Poet and translator Lisel Mueller was born in Hamburg, Germany in 1924. The daughter of teachers, her family was forced to flee the Nazi regime when Mueller was 15. They immigrated to the US and settled in the Mid-west. Mueller attended the University of Evansville, where her father was a professor, and did her graduate study at Indiana University. Her collections of poetry include The Private Life, which was the 1975 Lamont Poetry Selection; Second Language (1986); The Need to Hold Still (1980), which received the National Book Award; Learning to Play by Ear (1990); and Alive Together: New & Selected Poems (1996), which won the Pulitzer Prize. Her other awards and honors include the Carl Sandburg Award, the Helen Bullis Award, the Ruth Lilly Prize, and a National Endowment for the Arts fellowship. She has also published translations, most recently Circe’s Mountain by Marie Luise Kaschnitz (1990).
Interested in language and memory, Mueller’s work probes the enigma of our public and private selves through image and metaphor. Russell Brignano described Mueller’s work as “imaginative, deeply reflective, [and] subtle.” In an interview with Elizabeth Farnsworth for PBS, Mueller revealed: “I am always haunted by the sense that I could have been someone else, there but for the grace of God go I, that kind of thing, and that's a reason I chose as my title poem, or as a title for the book, the poem ‘Alive Together,’ which is in the book and was written quite a few years ago, and which is a kind of catalogue of all the people I was thinking of who I might have been at various times in history, and the miracle and the accident that it is that any of us are who we are.” Mueller’s work frequently treats history, as well as the folk and fairy tales she studied as a graduate student. As she told Karen DeBrulye Cruz, “I write a lot of poems that have tension between what is going on now in society and what has always been there. My poems are much concerned with history. The message is obvious. My family went through terrible times. In Europe no one has had a private life not affected by history. I'm constantly aware of how privileged we (Americans) are.”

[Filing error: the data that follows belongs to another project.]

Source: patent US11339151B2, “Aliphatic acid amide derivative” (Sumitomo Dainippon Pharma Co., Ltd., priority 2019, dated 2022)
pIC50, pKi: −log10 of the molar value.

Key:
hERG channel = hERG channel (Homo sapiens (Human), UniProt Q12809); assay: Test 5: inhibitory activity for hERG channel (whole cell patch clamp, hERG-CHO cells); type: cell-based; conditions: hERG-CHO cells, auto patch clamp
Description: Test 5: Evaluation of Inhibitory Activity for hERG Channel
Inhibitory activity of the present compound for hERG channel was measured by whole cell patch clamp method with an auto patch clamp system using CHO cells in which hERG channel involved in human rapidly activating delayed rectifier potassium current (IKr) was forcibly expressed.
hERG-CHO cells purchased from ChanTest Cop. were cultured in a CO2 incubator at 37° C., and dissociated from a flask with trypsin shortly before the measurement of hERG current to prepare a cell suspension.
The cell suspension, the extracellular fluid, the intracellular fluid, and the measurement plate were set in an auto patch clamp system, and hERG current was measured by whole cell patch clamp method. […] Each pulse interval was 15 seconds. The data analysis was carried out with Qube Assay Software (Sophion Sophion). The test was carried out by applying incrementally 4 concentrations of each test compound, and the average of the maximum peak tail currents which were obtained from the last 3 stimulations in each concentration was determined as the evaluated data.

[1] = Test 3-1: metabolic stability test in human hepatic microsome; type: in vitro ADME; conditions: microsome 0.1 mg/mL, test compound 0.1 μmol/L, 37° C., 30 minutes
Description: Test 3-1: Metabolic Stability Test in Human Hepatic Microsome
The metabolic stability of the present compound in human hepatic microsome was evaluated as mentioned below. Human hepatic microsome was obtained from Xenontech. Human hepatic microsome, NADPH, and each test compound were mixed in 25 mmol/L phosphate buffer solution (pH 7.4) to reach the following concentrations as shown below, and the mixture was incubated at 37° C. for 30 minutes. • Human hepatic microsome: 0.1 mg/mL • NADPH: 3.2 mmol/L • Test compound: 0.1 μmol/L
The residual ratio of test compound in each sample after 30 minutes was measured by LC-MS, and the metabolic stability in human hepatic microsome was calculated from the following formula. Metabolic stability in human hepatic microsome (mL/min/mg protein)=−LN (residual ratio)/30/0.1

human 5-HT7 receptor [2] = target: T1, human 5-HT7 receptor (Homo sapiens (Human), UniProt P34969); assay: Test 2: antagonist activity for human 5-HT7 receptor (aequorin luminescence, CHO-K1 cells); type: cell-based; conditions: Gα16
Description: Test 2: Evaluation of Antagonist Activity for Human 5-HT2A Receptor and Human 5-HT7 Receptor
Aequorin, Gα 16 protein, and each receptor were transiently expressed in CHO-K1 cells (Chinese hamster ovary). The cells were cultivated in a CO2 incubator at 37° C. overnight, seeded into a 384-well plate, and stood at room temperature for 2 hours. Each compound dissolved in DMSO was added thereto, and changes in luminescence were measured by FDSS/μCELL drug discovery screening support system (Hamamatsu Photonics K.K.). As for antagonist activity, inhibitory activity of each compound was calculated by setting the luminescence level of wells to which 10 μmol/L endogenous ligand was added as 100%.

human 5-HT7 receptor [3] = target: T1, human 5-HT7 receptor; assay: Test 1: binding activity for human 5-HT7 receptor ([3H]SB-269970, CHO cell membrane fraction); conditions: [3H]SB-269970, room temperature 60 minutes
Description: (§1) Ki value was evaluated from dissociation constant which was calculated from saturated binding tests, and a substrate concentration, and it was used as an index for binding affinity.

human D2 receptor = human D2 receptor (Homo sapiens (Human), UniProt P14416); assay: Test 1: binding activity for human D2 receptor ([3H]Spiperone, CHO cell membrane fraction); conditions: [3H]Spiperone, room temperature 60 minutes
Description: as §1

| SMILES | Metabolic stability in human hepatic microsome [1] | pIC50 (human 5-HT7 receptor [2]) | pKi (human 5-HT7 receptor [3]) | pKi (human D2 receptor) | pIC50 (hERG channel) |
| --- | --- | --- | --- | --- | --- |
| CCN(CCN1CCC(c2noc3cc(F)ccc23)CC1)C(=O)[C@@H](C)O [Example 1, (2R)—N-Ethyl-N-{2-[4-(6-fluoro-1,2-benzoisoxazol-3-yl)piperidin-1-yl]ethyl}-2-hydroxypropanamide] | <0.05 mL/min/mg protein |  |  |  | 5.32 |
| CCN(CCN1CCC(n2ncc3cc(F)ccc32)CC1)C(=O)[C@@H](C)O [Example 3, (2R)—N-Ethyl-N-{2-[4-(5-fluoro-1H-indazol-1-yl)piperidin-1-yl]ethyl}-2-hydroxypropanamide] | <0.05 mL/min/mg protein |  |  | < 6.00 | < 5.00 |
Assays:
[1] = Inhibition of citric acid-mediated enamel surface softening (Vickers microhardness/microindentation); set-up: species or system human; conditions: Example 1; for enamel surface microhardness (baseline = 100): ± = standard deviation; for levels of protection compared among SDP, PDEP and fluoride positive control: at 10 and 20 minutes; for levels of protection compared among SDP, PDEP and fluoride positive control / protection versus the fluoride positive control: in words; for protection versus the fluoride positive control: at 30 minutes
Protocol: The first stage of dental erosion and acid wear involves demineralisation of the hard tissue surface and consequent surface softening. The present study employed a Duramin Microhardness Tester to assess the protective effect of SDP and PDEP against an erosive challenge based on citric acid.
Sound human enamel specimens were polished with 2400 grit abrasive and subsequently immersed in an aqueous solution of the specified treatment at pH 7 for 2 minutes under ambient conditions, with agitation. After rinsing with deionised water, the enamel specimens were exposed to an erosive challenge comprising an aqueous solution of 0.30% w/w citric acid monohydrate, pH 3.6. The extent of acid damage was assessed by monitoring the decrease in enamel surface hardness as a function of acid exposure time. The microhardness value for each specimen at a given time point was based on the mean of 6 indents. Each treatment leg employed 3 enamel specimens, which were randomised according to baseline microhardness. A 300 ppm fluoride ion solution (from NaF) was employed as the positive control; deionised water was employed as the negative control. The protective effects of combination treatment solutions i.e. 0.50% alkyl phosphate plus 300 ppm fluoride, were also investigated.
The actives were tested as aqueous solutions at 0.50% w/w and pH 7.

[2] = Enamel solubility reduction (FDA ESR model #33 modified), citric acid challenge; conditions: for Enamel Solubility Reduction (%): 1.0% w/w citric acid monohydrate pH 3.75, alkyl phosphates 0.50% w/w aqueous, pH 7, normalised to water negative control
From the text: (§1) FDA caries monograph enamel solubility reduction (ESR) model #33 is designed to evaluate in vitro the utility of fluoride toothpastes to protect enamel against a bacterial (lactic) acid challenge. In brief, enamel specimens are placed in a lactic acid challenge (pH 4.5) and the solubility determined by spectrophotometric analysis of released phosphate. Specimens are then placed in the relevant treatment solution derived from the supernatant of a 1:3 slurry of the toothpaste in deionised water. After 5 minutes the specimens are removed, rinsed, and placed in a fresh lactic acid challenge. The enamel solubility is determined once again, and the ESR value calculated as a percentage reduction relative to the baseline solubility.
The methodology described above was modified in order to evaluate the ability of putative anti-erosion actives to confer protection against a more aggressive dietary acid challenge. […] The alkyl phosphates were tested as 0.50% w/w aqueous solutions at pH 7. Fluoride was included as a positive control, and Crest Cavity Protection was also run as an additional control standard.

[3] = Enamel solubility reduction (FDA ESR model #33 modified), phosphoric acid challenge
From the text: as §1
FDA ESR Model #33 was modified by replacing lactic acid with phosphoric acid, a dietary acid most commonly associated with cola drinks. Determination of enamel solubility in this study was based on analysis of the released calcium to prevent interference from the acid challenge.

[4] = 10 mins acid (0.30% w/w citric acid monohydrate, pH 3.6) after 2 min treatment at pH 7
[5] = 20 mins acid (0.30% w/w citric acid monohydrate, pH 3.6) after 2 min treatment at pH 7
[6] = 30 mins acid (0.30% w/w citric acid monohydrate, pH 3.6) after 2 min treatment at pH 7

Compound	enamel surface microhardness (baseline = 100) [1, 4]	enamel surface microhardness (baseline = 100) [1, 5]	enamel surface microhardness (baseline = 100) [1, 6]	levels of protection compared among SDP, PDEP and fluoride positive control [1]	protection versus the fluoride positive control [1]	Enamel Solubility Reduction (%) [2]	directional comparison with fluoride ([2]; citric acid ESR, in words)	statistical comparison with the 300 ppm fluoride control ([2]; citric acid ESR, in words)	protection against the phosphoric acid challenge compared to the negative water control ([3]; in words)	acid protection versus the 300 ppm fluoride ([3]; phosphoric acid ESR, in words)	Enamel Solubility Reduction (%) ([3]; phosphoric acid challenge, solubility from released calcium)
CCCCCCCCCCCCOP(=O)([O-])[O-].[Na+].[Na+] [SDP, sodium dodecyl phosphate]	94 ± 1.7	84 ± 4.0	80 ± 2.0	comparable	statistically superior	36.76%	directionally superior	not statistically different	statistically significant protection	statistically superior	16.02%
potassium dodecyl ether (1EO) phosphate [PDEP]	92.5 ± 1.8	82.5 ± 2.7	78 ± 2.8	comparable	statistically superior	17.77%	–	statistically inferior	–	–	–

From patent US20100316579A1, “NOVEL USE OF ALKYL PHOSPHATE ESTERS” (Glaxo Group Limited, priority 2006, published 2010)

Mueller’s work has also been praised for its attentiveness to quiet moments of domestic drama, and its ability to speak to the experiences of family and semi-rural life. She told Folio Press: “Though my family landed in the Midwest, we lived in urban or suburban environments. It was only after my husband and I built our house in Lake County, Illinois, near Libertyville, that my consciousness changed. On the first morning in our new home I woke up to the mooing of cows. Cows under my window, thirty-five miles northwest of Chicago! But there they were, rubbing against the fence that separated our one-acre lot from our neighbor's 200-acre estate, and they were Holsteins, the only cows I knew from vacations in the flat North German countryside of my childhood. That was my initiation, and after 40 years in this house I know what time of day it is by the way the light slants. I am intimately familiar with the names and habits of the wildflowers and the birds that live in our hawthorns and aspens. We all live together, in the world and in my poems.”